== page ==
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Alcohol Detox Centers

Man standing by open door with alcohol bottle in hand

When a person is physically dependent on alcohol, they will experience withdrawal symptoms if they abruptly stop or reduce use. Alcohol withdrawal is different for everyone, but the symptoms can be quite severe and even life-threatening.

When people choose not to seek withdrawal treatment and instead detox at home, they are at risk of serious complications. A primary advantage of professional alcohol detox is that patients are constantly monitored while the potentially lethal effects of acute alcohol withdrawal are medically managed.

Detox Symptoms

Withdrawal symptoms are different for everyone, and it is impossible to predict exactly what a person’s detox experience will be like.

Signs and symptoms could include any of the following:2,3
Woman feeling sick

  • Nausea and vomiting
  • Fast heart rate
  • Increased blood pressure
  • Sensitivity to sound, light, and touch
  • High fever
  • Sweating
  • Impaired judgment, focus, and memory
  • Insomnia
  • Irritability
  • Anxiety
  • Agitation
  • Tremors (shakiness)
  • Grand mal seizures
  • Delusions, often paranoid or persecutory
  • Hallucinations (auditory, visual, or tactile)
  • Delirium

Alcohol detox symptoms range in severity from mild to very severe, depending on several factors. These include:3

  • General health.
  • Age.
  • Presence of any nutritional deficiencies.
  • Co-occurring medical or psychiatric conditions.
  • Number of previous withdrawal episodes.
  • Severity of your last withdrawal experience.

Delirium Tremens

An alcohol detox center has doctors and medical staff available to respond to cases of delirium tremens.

Delirium tremens (DTs) develops in as many as 5% of all people in alcohol withdrawal and is generally seen 2–4 days after the last drink.4 It is characterized by severe agitation, tremors, disorientation, hallucinations, and increases in breathing, heart rate, pulse, and blood pressure.3 Delirium tremens can be fatal without medical care.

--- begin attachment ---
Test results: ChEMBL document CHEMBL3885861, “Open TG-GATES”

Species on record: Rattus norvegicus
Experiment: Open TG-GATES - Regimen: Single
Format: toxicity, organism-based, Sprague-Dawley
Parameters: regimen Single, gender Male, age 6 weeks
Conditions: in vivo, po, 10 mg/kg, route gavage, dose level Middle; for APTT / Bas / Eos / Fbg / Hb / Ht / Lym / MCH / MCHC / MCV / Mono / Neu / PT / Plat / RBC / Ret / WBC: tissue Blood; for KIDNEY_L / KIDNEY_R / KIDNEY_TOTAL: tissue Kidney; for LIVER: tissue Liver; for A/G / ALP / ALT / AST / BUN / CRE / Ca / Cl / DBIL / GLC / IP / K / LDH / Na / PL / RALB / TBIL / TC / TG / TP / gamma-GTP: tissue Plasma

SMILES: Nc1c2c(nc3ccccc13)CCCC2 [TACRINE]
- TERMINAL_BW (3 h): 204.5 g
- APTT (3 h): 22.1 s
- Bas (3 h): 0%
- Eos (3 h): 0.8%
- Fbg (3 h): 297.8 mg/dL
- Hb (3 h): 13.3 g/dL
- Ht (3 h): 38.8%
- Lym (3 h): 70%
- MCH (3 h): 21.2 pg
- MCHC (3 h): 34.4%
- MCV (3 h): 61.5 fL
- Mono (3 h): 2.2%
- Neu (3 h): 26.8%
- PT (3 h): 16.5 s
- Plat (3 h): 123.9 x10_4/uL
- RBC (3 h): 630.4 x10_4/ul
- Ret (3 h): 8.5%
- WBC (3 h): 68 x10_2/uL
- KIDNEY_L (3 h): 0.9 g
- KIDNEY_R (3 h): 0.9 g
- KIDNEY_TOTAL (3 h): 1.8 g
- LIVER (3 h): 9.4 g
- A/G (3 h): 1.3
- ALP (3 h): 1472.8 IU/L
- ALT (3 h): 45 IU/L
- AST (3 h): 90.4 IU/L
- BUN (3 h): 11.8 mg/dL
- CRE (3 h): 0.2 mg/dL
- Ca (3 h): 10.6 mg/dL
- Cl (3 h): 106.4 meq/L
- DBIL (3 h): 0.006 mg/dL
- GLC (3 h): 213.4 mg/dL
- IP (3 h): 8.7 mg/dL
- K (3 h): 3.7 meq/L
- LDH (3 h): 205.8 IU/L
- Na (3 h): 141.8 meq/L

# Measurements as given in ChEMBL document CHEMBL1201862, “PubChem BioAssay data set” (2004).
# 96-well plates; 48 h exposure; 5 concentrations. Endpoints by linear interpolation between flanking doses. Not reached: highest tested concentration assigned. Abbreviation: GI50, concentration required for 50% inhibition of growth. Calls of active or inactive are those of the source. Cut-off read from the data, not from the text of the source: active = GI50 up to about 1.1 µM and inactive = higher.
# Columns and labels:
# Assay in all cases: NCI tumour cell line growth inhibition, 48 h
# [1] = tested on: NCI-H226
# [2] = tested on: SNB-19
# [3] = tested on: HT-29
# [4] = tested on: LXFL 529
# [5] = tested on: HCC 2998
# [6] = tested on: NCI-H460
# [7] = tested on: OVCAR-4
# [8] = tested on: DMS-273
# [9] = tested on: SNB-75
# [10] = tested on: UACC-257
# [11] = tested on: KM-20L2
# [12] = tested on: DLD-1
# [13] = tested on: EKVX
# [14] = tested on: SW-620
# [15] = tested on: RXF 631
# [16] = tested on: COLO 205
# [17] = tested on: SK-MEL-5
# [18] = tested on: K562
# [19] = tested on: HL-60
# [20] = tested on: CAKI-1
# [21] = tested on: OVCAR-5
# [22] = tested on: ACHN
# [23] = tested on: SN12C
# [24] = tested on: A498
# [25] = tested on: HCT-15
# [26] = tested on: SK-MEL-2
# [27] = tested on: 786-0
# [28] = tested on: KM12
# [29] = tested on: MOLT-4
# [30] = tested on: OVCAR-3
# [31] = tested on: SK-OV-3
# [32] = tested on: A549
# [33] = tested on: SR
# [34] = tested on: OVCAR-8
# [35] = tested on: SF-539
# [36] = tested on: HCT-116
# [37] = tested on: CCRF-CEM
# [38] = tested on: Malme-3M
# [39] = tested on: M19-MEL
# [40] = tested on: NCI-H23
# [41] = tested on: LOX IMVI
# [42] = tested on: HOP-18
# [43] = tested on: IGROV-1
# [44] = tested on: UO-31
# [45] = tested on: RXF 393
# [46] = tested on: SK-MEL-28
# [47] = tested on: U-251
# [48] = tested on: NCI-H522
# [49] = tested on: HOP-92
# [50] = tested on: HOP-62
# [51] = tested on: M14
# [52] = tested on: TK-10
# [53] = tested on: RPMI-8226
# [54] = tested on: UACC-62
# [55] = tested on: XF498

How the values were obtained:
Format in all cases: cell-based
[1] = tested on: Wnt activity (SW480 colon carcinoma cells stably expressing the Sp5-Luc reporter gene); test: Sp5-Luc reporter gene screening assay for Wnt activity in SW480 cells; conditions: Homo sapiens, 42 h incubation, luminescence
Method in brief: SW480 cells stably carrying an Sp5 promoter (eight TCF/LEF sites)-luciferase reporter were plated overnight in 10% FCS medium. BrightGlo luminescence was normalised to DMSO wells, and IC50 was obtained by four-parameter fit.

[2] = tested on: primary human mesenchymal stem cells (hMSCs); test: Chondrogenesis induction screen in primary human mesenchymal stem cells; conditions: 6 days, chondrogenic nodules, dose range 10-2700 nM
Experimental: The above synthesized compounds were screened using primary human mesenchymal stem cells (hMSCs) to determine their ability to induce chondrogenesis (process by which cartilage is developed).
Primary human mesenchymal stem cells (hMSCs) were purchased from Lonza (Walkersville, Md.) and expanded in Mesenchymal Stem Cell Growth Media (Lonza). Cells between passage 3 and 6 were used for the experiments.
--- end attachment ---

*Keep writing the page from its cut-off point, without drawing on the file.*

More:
Clinicians have identified some characteristics of people that are more prone to withdrawal complications, including delirium tremens and seizures. These characteristics include:6

  • More severe alcohol dependence.
  • Prior episodes of difficult withdrawal.
  • Consuming very high levels of alcohol.
  • The duration of alcohol addiction.
  • Liver problems.
  • Prior experiences with detox.
  • Prior experience of seizures or DTs.
  • Intense alcohol cravings.
  • Co-occurring medical disorders.
  • Older age.
  • Use of other drugs, such as marijuana, cocaine, or heroin.
  • More severe symptoms at the start of treatment.

An alcohol detox center has doctors and medical staff available to respond to cases of delirium tremens. Patients typically receive continuous monitoring for problems with their breathing, heart rhythm, pulse rate, blood pressure, and temperature. Facilities treat delirium tremens by recognizing it early and managing the associated seizures and agitation before they get worse.

Timeline

The timeline of alcohol detox varies from person to person but begins with your last sip of alcohol. The symptoms then fall into different places along the timeline, with varying degrees of severity.

The alcohol detox timeline is as follows:4,7,8

  • 6-12 hours: insomnia, tremors, anxiety, nausea, vomiting, headache, sweating, irritability, palpitations, and lack of appetite (these symptoms intensify within 24-48 hours and improve by the 4th or 5th day)
  • 12–24 hours: hallucinations, including seeing, hearing, and feeling things that are not there*
  • 24–48 hours: seizures (generalized tonic-clonic or grand mal seizures)*
  • 48–72 hours: delirium tremens, including hallucinations, disorientation, increased heart rate, high blood pressure, fever, agitation, and sweating*

* Typically seen in cases of more severe alcoholism

Treatment and Medications

Doctor monitoring patient's vital signs during alcohol detoxIf you are trying to decide whether to detox at home or go to an alcohol detox center, there are a few things to consider: